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He Qian Said #MeToo. Now She’s Being Punished in a Chinese Court.

More than two years ago, He Qian, a former journalist in China, came forward with accusations of sexual assault against a well-known reporter. Her story circulated widely on the internet, helping give force to China’s burgeoning #MeToo movement.

Now Ms. He, 32, is being punished for it. A Chinese court ruled this week that she had violated defamation laws by publicizing her accusations.

She and a friend, Zou Sicong, who helped her share her story online, were ordered to pay more than $1,800 in legal fees and damages to the man whom Ms. He accused of assault, Deng Fei, a journalist at a Chinese magazine. Mr. Deng has denied the accusations.

“Chinese law needs to do more to respond to #MeToo,” Ms. He, who also uses the first name Belinda, said in an interview. “This is only the beginning and far from enough.”

Ms. He’s case has been a closely watched test of the Chinese government’s tolerance for the country’s small but spirited #MeToo movement. The decision by the court, in the eastern city of Hangzhou, highlights the challenges for women in China who come forward with accusations of sexual harassment and assault against prominent men.

#MeToo has gained traction in China in recent years, despite the governing Communist Party’s strict limits on activism and dissent and its tight control of the internet. A number of prominent men at Chinese companies, religious institutions and universities have been forced to resign after women spoke out about harassment and abuse.

But many obstacles remain. Rape and sexual harassment are often considered taboo subjects in China. The authorities often discourage women from filing complaints. And in recent years men accused of harassment have sued their accusers for defamation, in what critics say is an effort to intimidate and silence them.

In her article, which circulated online in China after Mr. Zou published it on his social media account, Ms. He wrote about her time in 2009 as a 21-year-old intern at Phoenix Weekly, a Chinese magazine, where Mr. Deng was the chief journalist. She said that Mr. Deng invited her to a hotel room to discuss stories, then forcibly kissed and groped her.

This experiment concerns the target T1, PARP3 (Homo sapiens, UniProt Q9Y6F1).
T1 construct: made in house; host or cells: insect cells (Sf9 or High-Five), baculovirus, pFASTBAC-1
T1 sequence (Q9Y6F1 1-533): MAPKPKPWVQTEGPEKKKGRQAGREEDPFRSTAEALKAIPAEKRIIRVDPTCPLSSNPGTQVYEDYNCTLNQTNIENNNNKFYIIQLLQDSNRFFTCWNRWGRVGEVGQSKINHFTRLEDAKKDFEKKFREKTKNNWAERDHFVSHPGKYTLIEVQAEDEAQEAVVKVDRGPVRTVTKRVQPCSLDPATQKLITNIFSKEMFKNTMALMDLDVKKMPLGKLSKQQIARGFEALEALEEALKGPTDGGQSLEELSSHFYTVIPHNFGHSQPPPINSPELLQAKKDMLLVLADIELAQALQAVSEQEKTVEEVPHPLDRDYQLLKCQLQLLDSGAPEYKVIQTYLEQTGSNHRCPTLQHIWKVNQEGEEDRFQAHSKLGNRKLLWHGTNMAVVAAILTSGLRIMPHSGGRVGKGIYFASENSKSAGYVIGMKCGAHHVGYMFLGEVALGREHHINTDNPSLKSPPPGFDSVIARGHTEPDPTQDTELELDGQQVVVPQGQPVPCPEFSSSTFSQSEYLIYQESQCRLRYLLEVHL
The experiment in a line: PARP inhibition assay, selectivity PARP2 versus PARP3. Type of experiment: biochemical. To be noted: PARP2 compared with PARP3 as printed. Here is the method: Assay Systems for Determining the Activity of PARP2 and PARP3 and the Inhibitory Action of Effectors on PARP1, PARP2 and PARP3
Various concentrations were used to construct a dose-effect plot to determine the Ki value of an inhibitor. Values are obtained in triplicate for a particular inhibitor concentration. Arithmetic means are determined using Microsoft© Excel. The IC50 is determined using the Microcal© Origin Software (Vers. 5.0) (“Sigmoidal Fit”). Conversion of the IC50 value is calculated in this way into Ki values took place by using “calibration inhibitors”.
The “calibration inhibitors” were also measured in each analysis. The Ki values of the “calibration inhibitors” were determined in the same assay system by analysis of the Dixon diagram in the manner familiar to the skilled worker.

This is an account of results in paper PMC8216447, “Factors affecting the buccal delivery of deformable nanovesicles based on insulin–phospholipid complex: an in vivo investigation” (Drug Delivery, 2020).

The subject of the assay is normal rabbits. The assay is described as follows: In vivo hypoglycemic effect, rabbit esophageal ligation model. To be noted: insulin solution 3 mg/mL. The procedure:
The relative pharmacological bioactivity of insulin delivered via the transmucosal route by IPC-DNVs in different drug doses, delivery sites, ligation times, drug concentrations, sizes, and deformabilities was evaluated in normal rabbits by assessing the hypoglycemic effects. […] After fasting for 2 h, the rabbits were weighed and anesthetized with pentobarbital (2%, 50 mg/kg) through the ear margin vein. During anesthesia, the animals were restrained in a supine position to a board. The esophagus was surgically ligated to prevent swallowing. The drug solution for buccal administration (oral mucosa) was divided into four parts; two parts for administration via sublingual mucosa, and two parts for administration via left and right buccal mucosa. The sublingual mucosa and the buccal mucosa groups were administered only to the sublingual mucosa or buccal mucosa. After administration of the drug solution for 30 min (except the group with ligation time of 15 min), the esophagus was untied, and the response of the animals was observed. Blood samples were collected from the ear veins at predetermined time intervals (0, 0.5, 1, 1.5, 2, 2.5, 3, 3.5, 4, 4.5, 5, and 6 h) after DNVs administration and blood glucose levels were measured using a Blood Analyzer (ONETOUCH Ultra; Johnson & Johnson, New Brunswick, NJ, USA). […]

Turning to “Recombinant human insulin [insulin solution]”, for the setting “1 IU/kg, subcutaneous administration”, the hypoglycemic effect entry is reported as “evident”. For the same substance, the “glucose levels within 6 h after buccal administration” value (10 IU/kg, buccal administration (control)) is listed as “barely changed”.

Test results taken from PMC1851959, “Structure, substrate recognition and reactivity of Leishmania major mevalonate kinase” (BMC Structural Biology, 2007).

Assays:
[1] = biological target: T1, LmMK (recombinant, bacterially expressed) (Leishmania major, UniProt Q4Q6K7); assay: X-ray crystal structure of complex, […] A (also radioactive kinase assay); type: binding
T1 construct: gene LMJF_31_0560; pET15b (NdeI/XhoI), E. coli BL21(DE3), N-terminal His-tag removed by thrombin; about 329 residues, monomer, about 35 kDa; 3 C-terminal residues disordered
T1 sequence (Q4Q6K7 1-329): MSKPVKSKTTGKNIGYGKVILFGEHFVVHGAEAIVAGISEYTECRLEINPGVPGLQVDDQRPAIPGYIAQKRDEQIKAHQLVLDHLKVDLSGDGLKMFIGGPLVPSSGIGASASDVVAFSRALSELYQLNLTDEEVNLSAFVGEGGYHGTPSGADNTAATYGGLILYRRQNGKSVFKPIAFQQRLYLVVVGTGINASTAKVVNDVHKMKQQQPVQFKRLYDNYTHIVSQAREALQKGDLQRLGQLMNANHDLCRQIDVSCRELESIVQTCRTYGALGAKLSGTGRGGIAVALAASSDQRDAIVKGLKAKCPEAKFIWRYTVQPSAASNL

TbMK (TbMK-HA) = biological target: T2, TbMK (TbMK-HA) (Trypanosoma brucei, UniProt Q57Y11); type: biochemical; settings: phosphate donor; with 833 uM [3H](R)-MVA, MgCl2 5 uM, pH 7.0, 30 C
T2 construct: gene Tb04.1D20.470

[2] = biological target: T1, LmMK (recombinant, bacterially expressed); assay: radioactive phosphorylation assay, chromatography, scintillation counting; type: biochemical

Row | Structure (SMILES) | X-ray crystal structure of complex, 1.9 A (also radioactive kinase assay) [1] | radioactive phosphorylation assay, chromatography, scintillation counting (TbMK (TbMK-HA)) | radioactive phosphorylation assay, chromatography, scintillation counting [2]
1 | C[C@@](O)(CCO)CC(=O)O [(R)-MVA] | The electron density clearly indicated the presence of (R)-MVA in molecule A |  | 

After the article was published, Mr. Deng sued both Ms. He and Mr. Zou for defamation.

The court in Hangzhou sided with Mr. Deng, saying that Ms. He and Mr. Zou had not provided enough evidence of the alleged assault. “What they described lacks factual evidence and legal basis,” the court said.

Ms. He and Mr. Zou said they would appeal the decision.

Mr. Deng did not respond to a request for comment. “I’ve never done such a bad and stupid thing,” he wrote of Ms. He’s accusations in a recent social media post. He said he could not recall meeting her.

Mr. Zou said Chinese law should be more responsive to women who bring forward allegations of assault and harassment.

“Hoping a topic will just disappear and return to the old world is ignorant and peremptory,” he wrote on WeChat, a popular social media app. “I will take responsibility until the end for publishing the article about He Qian.”

For activists eager to protect the rights of women and push back against China’s patriarchal culture, the decision was a setback.

Feng Yuan, a co-founder of a women’s rights nonprofit group in Beijing, said the court had “completely denied the existence of sexual harassment.”

“Many people will feel even more powerless in the face of sexual harassment,” Ms. Feng said.

Despite the government’s efforts to limit activism, the #MeToo movement in China has had some success and continues to enjoy support among women from a variety of backgrounds.

A court in Beijing last month heard the case of Zhou Xiaoxuan, a former intern at China’s state broadcaster who accused a prominent television personality, Zhu Jun, of sexual assault. (Mr. Zhu has denied the accusations.) Dozens of people gathered outside, some holding signs with the #MeToo hashtag, in a show of support that is rare at Chinese court proceedings.

Despite the court’s decision, Ms. He said she would continue to press her case. She said she was encouraged that her case had prompted some discussion of women’s rights in China.

“The worst-case scenario,” she said, “would be if no one discussed or paid attention to this topic and no one dared stand up.”

Albee Zhang contributed research.